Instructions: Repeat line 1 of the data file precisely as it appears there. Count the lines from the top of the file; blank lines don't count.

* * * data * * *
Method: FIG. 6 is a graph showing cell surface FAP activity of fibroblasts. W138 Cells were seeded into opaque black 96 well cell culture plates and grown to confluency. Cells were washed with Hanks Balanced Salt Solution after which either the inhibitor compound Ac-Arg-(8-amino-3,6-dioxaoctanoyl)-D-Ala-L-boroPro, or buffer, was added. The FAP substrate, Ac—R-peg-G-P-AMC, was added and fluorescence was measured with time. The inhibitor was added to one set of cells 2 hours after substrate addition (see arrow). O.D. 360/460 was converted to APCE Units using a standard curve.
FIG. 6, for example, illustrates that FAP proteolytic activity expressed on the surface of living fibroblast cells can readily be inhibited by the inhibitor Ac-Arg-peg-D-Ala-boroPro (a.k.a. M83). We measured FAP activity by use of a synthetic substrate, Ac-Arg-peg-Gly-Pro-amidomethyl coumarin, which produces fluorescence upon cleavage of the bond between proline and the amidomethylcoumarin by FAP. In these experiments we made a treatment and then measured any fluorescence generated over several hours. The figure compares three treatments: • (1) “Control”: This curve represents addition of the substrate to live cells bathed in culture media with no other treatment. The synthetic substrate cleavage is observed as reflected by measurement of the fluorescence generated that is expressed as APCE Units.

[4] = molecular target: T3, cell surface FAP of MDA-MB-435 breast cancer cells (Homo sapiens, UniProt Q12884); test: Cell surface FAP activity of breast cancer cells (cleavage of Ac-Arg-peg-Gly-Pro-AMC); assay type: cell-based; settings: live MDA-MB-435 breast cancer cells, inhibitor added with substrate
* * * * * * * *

Method: FIG. 6 is a graph showing cell surface FAP activity of fibroblasts. W138 Cells were seeded into opaque black 96 well cell culture plates and grown to confluency. Cells were washed with Hanks Balanced Salt Solution after which either the inhibitor compound Ac-Arg-(8-amino-3,6-dioxaoctanoyl)-D-Ala-L-boroPro, or buffer, was added. The FAP substrate, Ac—R-peg-G-P-AMC, was added and fluorescence was measured with time. The inhibitor was added to one set of cells 2 hours after substrate addition (see arrow). O.D. 360/460 was converted to APCE Units using a standard curve.